Wolf pups make debut at Asheville's WNC Nature Center

Carol Motsinger
The female pup, Nova, enjoyed a romp around the WNC Nature Center enclosure Thursday morning.

Asheville got to welcome some new fuzzy, four-legged residents Thursday morning.

Two gray wolf pups made their debut at their Western North Carolina Nature Center habitat, after arriving at the East Asheville facility in June.

The duo were "all over" the gray wolf exhibit, said Chris Gentile, the center's director. "They were in every corner of the yard. They were in-and-out of the pool ... playing with the enrichment items like the boomer ball."

The pups are a brother and sister, and born in captivity.

They weigh about 20-25 pounds. The male is Wayah -- which means "wolf" in Cherokee -- and Nova is the female, which means "chases butterflies."

The pups are still in the process of being introduced to Shalimar, the center's adult female wolf. The center employees plan to have the pups in the exhibit most mornings -- from 10 a.m. to noon -- for the next two weeks, Gentile said, before joining the exhibit permanently.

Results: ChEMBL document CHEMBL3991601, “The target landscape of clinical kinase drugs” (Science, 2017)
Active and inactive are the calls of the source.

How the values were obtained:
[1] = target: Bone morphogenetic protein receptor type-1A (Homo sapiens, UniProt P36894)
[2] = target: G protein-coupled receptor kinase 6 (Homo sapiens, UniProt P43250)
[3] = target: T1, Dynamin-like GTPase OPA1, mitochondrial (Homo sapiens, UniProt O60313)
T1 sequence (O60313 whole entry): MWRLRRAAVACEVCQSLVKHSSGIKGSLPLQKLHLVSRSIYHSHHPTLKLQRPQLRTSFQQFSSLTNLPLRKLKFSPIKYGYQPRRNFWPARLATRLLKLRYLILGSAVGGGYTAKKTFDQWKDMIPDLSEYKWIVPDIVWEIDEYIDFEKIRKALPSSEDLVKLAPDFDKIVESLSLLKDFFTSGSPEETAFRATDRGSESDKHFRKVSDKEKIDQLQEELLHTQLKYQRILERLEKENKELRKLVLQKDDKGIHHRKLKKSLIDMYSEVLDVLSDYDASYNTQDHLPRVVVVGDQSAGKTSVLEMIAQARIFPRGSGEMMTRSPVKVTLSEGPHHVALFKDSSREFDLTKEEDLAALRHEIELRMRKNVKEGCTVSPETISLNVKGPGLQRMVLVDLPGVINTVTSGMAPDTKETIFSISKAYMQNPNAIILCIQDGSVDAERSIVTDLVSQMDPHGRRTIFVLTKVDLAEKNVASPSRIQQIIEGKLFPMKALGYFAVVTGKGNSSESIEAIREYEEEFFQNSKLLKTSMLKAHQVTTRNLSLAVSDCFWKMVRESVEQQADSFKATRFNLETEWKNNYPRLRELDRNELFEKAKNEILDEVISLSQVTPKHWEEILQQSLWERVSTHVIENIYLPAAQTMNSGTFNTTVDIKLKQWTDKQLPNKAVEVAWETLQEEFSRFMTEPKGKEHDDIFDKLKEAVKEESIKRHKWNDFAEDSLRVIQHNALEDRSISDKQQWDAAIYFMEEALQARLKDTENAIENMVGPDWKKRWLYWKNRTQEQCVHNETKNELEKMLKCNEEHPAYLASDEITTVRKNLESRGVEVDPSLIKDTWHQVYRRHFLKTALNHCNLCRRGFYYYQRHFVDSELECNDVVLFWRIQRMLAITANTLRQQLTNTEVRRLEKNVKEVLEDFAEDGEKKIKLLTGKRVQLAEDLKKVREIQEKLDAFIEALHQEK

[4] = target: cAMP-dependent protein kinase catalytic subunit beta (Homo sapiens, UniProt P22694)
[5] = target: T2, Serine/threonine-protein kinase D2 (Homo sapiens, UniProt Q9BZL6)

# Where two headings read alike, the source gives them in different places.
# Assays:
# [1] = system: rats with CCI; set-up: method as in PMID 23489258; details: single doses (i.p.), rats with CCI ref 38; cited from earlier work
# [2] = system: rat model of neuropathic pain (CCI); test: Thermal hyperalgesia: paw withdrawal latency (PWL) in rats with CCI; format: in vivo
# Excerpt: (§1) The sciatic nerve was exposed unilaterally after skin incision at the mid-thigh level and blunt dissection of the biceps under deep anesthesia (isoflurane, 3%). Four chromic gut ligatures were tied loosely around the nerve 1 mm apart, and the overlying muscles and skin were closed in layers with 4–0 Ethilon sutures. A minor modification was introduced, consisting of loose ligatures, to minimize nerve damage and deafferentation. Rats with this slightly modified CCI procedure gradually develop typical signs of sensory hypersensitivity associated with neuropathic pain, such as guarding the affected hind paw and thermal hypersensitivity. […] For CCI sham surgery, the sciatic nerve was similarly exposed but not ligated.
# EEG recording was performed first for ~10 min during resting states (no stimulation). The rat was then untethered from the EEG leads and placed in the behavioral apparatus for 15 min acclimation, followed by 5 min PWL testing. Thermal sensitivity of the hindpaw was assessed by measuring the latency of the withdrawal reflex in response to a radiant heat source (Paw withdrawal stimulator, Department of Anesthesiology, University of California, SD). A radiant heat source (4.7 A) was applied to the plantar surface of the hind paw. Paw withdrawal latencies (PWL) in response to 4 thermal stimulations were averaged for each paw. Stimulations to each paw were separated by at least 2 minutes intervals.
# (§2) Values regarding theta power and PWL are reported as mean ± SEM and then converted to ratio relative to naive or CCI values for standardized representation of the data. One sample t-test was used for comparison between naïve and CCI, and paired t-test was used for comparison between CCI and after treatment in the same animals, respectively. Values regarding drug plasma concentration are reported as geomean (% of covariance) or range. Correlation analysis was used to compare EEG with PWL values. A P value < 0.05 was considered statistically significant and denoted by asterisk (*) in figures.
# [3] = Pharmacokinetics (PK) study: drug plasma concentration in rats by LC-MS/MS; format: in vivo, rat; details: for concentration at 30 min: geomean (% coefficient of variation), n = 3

The pups arrived in Asheville from Bozeman, Montana, at 6 weeks old, weighing about 10 pounds each. They spent about a month in quarantine to ensure they weren't carrying any diseases.

The pups' introduction to Shalimar went well, Gentile said, though "there was some posturing."

Thursday morning, Shalimar watched the pups play from her section of the exhibit.

The center's male gray wolf, 7-year-old Cody, had to be euthanized in April after it was stricken with cancer.

"It left our female gray wolf alone," Gentile said in June. "We knew we needed to do something because wolves are so social. Unlike, say, cougars that want to be by themselves, wolves form little family groups.

"When Cody passed away, we didn't want Shalimar to spend the rest of her time alone. We decided to bring in two young wolves that we can put in with her."

The gray wolves are one of the center's most popular exhibits.

Gray wolves once roamed over much of North America, although it's unclear if they were native to North Carolina. The pups will grow to about 80 pounds each. Gray wolves typically live 13-15 years in captivity.